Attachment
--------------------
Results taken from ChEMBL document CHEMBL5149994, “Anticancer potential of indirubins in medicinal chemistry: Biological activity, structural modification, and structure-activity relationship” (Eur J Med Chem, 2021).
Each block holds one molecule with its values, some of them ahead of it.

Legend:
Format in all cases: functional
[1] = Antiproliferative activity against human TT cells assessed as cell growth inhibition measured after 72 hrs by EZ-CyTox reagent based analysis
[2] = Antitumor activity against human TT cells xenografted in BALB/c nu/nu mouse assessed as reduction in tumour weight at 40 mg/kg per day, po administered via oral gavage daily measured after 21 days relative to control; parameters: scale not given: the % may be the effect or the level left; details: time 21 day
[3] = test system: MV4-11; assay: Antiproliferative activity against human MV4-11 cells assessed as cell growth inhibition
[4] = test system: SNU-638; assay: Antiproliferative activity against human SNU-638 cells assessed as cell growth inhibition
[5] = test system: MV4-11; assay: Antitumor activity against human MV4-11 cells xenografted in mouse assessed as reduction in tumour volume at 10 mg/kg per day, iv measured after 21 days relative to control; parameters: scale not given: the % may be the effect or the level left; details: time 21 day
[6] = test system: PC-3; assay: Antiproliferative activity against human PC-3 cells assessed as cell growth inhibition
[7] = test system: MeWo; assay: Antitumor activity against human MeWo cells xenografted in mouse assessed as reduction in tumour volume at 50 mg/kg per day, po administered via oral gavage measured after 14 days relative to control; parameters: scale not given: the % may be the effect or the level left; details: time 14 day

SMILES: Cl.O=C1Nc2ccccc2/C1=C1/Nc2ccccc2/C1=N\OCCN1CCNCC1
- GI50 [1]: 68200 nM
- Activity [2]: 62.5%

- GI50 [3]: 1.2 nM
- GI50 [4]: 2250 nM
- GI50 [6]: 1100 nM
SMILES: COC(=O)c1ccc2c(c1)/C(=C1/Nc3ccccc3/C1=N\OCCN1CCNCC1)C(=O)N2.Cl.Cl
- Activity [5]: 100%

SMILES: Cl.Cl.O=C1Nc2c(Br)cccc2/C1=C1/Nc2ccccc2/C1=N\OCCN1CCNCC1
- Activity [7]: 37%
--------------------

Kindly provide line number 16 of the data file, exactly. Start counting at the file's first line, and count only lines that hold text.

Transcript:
- GI50 [4]: 2250 nM